One framework to help create intentional, focused lessons is described in Understanding by Design by Grant Wiggins and Jay McTighe (2005).
Often referred to as backward design, the process has teachers set clear, measureable targets before they create instructional activities.
The stages of backward design can be seen in below Figure ;
Figure UbD: Stages of Backward DesignSource: From Understanding by Design (expanded 2nd Ed.) Alexandria.Identify desired results:
What should students know, understand, and be able to do? These outcomes typically come from standards, curriculum expectations, and pacing guides.Determine acceptable evidence:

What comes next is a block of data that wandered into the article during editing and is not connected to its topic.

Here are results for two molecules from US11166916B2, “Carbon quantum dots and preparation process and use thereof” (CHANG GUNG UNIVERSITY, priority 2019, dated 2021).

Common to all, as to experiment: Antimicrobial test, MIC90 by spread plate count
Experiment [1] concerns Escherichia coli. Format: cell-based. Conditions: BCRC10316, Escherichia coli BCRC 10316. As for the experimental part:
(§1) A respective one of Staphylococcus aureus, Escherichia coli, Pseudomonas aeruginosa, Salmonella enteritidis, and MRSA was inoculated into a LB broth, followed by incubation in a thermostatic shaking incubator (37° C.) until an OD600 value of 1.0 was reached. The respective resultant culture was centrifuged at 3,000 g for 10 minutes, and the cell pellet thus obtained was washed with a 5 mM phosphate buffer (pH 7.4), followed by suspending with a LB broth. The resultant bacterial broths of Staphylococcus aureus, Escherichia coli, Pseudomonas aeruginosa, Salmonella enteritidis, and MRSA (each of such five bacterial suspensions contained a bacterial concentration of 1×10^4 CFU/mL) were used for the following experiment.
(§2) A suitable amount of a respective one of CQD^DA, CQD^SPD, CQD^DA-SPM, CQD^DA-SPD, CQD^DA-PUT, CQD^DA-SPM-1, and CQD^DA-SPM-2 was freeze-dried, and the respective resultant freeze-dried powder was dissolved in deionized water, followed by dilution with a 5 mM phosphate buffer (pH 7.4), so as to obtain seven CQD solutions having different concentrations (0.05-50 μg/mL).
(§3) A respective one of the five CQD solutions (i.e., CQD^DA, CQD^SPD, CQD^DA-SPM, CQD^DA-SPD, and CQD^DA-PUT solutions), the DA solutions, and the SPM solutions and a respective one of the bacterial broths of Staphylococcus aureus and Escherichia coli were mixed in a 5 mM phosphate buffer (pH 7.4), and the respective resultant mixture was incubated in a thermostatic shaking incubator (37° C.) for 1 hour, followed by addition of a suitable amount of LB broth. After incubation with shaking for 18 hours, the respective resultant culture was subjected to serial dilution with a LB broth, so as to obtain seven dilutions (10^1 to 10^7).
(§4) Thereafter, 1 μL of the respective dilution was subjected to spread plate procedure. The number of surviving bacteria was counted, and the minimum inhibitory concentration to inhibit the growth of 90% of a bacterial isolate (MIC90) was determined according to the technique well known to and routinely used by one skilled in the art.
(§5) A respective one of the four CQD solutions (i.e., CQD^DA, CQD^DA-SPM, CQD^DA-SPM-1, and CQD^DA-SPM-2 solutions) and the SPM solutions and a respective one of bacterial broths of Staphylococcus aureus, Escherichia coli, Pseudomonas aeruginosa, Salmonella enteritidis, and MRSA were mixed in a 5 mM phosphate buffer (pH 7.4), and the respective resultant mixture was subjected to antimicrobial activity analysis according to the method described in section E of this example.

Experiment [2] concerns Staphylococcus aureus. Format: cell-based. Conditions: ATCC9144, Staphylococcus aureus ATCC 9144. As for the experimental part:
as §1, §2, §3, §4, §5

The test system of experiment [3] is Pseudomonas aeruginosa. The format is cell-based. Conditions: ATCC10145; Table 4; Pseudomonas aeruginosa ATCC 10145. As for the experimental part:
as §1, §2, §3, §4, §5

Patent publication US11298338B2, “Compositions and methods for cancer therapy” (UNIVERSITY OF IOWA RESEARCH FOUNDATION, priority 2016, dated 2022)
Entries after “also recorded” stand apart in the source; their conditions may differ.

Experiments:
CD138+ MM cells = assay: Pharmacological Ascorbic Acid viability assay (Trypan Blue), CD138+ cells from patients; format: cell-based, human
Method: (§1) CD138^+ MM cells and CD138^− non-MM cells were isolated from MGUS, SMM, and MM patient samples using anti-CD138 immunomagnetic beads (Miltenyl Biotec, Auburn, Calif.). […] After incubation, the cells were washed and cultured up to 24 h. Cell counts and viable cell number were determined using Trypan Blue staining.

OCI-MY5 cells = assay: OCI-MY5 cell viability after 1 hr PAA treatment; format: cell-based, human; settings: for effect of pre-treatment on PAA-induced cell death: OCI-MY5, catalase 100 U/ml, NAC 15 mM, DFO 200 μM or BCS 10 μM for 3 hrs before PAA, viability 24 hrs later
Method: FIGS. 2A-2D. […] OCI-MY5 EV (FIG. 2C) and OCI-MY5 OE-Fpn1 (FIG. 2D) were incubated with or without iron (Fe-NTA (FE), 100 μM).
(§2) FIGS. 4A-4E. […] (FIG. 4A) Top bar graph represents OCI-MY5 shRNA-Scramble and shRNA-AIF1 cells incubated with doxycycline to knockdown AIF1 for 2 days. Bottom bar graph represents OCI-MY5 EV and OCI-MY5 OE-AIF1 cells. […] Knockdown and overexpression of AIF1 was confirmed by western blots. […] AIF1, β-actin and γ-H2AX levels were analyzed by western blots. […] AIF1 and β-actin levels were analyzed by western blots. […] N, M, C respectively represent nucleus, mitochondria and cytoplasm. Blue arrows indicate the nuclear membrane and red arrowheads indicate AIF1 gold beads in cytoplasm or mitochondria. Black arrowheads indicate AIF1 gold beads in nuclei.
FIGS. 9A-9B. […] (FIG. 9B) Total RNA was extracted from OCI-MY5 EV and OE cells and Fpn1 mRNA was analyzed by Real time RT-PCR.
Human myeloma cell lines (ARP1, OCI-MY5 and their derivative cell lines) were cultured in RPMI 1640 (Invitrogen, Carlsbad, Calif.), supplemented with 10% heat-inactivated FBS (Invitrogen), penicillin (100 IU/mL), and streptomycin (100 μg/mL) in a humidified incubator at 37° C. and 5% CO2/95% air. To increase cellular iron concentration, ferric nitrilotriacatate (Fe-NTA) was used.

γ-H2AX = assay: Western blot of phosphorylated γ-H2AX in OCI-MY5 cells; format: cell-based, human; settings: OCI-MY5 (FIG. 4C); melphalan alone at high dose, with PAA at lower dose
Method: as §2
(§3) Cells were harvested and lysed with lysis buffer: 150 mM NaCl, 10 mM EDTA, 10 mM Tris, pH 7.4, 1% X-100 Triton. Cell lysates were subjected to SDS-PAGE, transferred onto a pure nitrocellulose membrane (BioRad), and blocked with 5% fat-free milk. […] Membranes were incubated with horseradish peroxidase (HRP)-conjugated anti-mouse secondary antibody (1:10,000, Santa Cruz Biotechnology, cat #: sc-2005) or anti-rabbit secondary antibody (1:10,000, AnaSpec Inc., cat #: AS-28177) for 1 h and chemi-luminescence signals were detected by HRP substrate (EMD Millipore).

How will we know if students have achieved the desired results and met the standards? This can include both formal and informal evidence of student understanding and proficiency.Plan learning experiences and instruction:
What activities will equip students with the necessary knowledge and skills? By choosing activities and strategies after clear, measureable results have been identified, instruction becomes more purposeful and intentional.Important decisions must be made in each of these areas, but much of the real work of instructional design lies between the boxes in Figure in the arrows. How do we translate the results we desire into behaviors we can measure? And how do we create tasks and experiences that lead to these measureable outcomes?
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